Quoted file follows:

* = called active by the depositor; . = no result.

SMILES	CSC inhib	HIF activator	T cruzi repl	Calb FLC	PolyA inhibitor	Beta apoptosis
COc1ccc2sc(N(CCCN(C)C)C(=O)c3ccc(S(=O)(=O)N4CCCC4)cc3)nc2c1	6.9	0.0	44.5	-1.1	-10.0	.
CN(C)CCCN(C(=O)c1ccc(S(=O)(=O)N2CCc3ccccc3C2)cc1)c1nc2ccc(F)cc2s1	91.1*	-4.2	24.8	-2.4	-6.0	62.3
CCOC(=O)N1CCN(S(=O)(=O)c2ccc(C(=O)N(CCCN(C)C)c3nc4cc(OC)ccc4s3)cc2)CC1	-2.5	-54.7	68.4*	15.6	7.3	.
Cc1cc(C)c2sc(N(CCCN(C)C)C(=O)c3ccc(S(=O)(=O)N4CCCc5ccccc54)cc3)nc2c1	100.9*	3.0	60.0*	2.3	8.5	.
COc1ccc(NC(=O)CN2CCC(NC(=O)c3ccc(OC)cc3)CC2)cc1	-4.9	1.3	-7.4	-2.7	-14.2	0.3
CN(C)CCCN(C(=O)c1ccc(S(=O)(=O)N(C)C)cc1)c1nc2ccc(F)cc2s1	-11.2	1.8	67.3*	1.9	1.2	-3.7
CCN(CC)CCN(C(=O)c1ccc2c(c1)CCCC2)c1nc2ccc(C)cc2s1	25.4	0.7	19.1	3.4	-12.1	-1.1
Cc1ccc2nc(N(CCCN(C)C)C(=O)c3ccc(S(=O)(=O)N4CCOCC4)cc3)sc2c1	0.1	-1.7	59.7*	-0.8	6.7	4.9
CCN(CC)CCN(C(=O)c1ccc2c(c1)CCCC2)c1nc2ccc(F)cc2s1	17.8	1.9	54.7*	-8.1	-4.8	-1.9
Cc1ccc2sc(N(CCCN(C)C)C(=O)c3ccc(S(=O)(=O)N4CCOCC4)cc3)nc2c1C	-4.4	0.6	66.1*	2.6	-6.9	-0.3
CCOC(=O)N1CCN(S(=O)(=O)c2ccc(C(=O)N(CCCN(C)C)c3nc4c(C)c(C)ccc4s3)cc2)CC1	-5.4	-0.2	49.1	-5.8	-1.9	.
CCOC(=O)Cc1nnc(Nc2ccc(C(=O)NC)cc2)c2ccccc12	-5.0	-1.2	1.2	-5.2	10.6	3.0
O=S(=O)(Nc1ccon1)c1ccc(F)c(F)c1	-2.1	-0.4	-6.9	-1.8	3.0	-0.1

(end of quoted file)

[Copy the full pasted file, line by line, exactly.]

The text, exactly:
* = called active by the depositor; . = no result.

SMILES	CSC inhib	HIF activator	T cruzi repl	Calb FLC	PolyA inhibitor	Beta apoptosis
COc1ccc2sc(N(CCCN(C)C)C(=O)c3ccc(S(=O)(=O)N4CCCC4)cc3)nc2c1	6.9	0.0	44.5	-1.1	-10.0	.
CN(C)CCCN(C(=O)c1ccc(S(=O)(=O)N2CCc3ccccc3C2)cc1)c1nc2ccc(F)cc2s1	91.1*	-4.2	24.8	-2.4	-6.0	62.3
CCOC(=O)N1CCN(S(=O)(=O)c2ccc(C(=O)N(CCCN(C)C)c3nc4cc(OC)ccc4s3)cc2)CC1	-2.5	-54.7	68.4*	15.6	7.3	.
Cc1cc(C)c2sc(N(CCCN(C)C)C(=O)c3ccc(S(=O)(=O)N4CCCc5ccccc54)cc3)nc2c1	100.9*	3.0	60.0*	2.3	8.5	.
COc1ccc(NC(=O)CN2CCC(NC(=O)c3ccc(OC)cc3)CC2)cc1	-4.9	1.3	-7.4	-2.7	-14.2	0.3
CN(C)CCCN(C(=O)c1ccc(S(=O)(=O)N(C)C)cc1)c1nc2ccc(F)cc2s1	-11.2	1.8	67.3*	1.9	1.2	-3.7
CCN(CC)CCN(C(=O)c1ccc2c(c1)CCCC2)c1nc2ccc(C)cc2s1	25.4	0.7	19.1	3.4	-12.1	-1.1
Cc1ccc2nc(N(CCCN(C)C)C(=O)c3ccc(S(=O)(=O)N4CCOCC4)cc3)sc2c1	0.1	-1.7	59.7*	-0.8	6.7	4.9
CCN(CC)CCN(C(=O)c1ccc2c(c1)CCCC2)c1nc2ccc(F)cc2s1	17.8	1.9	54.7*	-8.1	-4.8	-1.9
Cc1ccc2sc(N(CCCN(C)C)C(=O)c3ccc(S(=O)(=O)N4CCOCC4)cc3)nc2c1C	-4.4	0.6	66.1*	2.6	-6.9	-0.3
CCOC(=O)N1CCN(S(=O)(=O)c2ccc(C(=O)N(CCCN(C)C)c3nc4c(C)c(C)ccc4s3)cc2)CC1	-5.4	-0.2	49.1	-5.8	-1.9	.
CCOC(=O)Cc1nnc(Nc2ccc(C(=O)NC)cc2)c2ccccc12	-5.0	-1.2	1.2	-5.2	10.6	3.0
O=S(=O)(Nc1ccon1)c1ccc(F)c(F)c1	-2.1	-0.4	-6.9	-1.8	3.0	-0.1